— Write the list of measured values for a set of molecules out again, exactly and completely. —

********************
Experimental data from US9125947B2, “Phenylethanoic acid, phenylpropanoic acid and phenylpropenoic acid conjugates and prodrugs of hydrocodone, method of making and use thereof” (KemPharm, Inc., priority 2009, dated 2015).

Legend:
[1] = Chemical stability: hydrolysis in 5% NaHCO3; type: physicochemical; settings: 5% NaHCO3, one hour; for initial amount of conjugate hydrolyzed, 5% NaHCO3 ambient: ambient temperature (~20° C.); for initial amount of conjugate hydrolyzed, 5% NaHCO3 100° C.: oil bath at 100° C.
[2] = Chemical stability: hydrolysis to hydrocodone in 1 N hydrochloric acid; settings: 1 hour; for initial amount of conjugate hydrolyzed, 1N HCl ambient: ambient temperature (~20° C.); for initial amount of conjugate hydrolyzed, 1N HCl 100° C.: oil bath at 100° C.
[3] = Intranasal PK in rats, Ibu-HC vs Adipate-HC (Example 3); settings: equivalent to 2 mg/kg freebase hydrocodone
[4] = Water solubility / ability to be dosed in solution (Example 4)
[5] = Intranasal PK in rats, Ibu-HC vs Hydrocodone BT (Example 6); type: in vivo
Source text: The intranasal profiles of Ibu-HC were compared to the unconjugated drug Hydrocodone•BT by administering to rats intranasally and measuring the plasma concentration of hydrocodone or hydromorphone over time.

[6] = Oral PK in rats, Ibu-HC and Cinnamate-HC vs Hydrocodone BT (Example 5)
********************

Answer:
Experimental data from US9125947B2, “Phenylethanoic acid, phenylpropanoic acid and phenylpropenoic acid conjugates and prodrugs of hydrocodone, method of making and use thereof” (KemPharm, Inc., priority 2009, dated 2015).

Legend:
[1] = Chemical stability: hydrolysis in 5% NaHCO3; type: physicochemical; settings: 5% NaHCO3, one hour; for initial amount of conjugate hydrolyzed, 5% NaHCO3 ambient: ambient temperature (~20° C.); for initial amount of conjugate hydrolyzed, 5% NaHCO3 100° C.: oil bath at 100° C.
[2] = Chemical stability: hydrolysis to hydrocodone in 1 N hydrochloric acid; settings: 1 hour; for initial amount of conjugate hydrolyzed, 1N HCl ambient: ambient temperature (~20° C.); for initial amount of conjugate hydrolyzed, 1N HCl 100° C.: oil bath at 100° C.
[3] = Intranasal PK in rats, Ibu-HC vs Adipate-HC (Example 3); settings: equivalent to 2 mg/kg freebase hydrocodone
[4] = Water solubility / ability to be dosed in solution (Example 4)
[5] = Intranasal PK in rats, Ibu-HC vs Hydrocodone BT (Example 6); type: in vivo
Source text: The intranasal profiles of Ibu-HC were compared to the unconjugated drug Hydrocodone•BT by administering to rats intranasally and measuring the plasma concentration of hydrocodone or hydromorphone over time.

[6] = Oral PK in rats, Ibu-HC and Cinnamate-HC vs Hydrocodone BT (Example 5)